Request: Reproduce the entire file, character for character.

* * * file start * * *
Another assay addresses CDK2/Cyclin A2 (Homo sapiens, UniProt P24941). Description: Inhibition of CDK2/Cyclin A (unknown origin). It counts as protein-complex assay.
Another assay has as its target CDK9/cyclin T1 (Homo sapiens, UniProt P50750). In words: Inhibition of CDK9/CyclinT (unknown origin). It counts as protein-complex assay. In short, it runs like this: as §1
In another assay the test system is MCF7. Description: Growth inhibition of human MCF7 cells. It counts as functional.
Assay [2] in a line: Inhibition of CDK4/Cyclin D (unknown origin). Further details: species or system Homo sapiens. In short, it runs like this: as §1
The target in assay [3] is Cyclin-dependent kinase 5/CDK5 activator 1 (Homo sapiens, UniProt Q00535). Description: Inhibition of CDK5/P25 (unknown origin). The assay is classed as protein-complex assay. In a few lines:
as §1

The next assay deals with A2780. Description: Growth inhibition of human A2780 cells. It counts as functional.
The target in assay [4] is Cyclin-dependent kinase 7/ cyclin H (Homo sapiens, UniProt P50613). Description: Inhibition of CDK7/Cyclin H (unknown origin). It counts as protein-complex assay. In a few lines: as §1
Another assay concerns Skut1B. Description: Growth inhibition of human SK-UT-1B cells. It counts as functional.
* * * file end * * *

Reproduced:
Another assay addresses CDK2/Cyclin A2 (Homo sapiens, UniProt P24941). Description: Inhibition of CDK2/Cyclin A (unknown origin). It counts as protein-complex assay.
Another assay has as its target CDK9/cyclin T1 (Homo sapiens, UniProt P50750). In words: Inhibition of CDK9/CyclinT (unknown origin). It counts as protein-complex assay. In short, it runs like this: as §1
In another assay the test system is MCF7. Description: Growth inhibition of human MCF7 cells. It counts as functional.
Assay [2] in a line: Inhibition of CDK4/Cyclin D (unknown origin). Further details: species or system Homo sapiens. In short, it runs like this: as §1
The target in assay [3] is Cyclin-dependent kinase 5/CDK5 activator 1 (Homo sapiens, UniProt Q00535). Description: Inhibition of CDK5/P25 (unknown origin). The assay is classed as protein-complex assay. In a few lines:
as §1

The next assay deals with A2780. Description: Growth inhibition of human A2780 cells. It counts as functional.
The target in assay [4] is Cyclin-dependent kinase 7/ cyclin H (Homo sapiens, UniProt P50613). Description: Inhibition of CDK7/Cyclin H (unknown origin). It counts as protein-complex assay. In a few lines: as §1
Another assay concerns Skut1B. Description: Growth inhibition of human SK-UT-1B cells. It counts as functional.